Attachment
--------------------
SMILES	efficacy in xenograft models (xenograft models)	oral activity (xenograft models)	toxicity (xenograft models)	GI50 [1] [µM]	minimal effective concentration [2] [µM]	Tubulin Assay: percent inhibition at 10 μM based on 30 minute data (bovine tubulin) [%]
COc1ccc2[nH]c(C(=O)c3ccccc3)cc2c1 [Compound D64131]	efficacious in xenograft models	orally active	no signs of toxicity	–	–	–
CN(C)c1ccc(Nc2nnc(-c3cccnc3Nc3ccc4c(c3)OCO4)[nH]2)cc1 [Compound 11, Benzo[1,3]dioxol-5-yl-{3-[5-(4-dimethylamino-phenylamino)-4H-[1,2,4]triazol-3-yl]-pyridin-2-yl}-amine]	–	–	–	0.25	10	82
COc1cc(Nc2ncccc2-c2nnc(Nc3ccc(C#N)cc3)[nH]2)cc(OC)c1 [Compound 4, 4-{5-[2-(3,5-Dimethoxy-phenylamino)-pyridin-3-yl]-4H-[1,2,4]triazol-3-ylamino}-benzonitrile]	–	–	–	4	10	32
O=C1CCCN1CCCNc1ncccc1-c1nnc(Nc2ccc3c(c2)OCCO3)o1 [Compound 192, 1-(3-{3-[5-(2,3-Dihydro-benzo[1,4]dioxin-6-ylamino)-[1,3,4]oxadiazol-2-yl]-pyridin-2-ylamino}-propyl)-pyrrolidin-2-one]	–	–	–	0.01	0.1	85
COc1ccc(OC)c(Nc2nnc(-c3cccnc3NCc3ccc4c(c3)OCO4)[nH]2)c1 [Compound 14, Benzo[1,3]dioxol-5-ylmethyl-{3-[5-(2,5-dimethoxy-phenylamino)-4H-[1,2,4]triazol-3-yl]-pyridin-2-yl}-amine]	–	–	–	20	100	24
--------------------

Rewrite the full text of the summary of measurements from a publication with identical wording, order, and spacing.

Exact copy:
SMILES	efficacy in xenograft models (xenograft models)	oral activity (xenograft models)	toxicity (xenograft models)	GI50 [1] [µM]	minimal effective concentration [2] [µM]	Tubulin Assay: percent inhibition at 10 μM based on 30 minute data (bovine tubulin) [%]
COc1ccc2[nH]c(C(=O)c3ccccc3)cc2c1 [Compound D64131]	efficacious in xenograft models	orally active	no signs of toxicity	–	–	–
CN(C)c1ccc(Nc2nnc(-c3cccnc3Nc3ccc4c(c3)OCO4)[nH]2)cc1 [Compound 11, Benzo[1,3]dioxol-5-yl-{3-[5-(4-dimethylamino-phenylamino)-4H-[1,2,4]triazol-3-yl]-pyridin-2-yl}-amine]	–	–	–	0.25	10	82
COc1cc(Nc2ncccc2-c2nnc(Nc3ccc(C#N)cc3)[nH]2)cc(OC)c1 [Compound 4, 4-{5-[2-(3,5-Dimethoxy-phenylamino)-pyridin-3-yl]-4H-[1,2,4]triazol-3-ylamino}-benzonitrile]	–	–	–	4	10	32
O=C1CCCN1CCCNc1ncccc1-c1nnc(Nc2ccc3c(c2)OCCO3)o1 [Compound 192, 1-(3-{3-[5-(2,3-Dihydro-benzo[1,4]dioxin-6-ylamino)-[1,3,4]oxadiazol-2-yl]-pyridin-2-ylamino}-propyl)-pyrrolidin-2-one]	–	–	–	0.01	0.1	85
COc1ccc(OC)c(Nc2nnc(-c3cccnc3NCc3ccc4c(c3)OCO4)[nH]2)c1 [Compound 14, Benzo[1,3]dioxol-5-ylmethyl-{3-[5-(2,5-dimethoxy-phenylamino)-4H-[1,2,4]triazol-3-yl]-pyridin-2-yl}-amine]	–	–	–	20	100	24